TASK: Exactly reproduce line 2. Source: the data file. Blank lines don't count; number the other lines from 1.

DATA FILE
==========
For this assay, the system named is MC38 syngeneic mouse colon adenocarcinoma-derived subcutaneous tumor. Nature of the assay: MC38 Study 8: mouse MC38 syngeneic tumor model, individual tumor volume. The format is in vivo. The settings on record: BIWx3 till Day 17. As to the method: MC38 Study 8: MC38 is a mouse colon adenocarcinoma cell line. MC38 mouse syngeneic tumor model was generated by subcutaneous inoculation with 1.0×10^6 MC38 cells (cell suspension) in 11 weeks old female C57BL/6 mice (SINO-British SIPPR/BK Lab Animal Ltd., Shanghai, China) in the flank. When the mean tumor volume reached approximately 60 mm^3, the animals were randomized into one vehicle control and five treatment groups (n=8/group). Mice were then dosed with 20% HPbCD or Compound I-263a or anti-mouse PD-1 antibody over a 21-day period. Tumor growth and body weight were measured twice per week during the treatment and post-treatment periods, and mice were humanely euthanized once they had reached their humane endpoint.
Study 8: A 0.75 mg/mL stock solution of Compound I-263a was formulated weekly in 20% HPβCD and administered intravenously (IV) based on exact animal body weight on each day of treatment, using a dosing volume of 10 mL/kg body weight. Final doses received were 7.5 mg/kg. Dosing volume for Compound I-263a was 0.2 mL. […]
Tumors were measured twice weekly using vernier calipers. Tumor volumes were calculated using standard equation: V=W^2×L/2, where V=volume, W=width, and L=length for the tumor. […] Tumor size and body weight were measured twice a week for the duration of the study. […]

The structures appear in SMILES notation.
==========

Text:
Study 8: A 0.75 mg/mL stock solution of Compound I-263a was formulated weekly in 20% HPβCD and administered intravenously (IV) based on exact animal body weight on each day of treatment, using a dosing volume of 10 mL/kg body weight. Final doses received were 7.5 mg/kg. Dosing volume for Compound I-263a was 0.2 mL. […]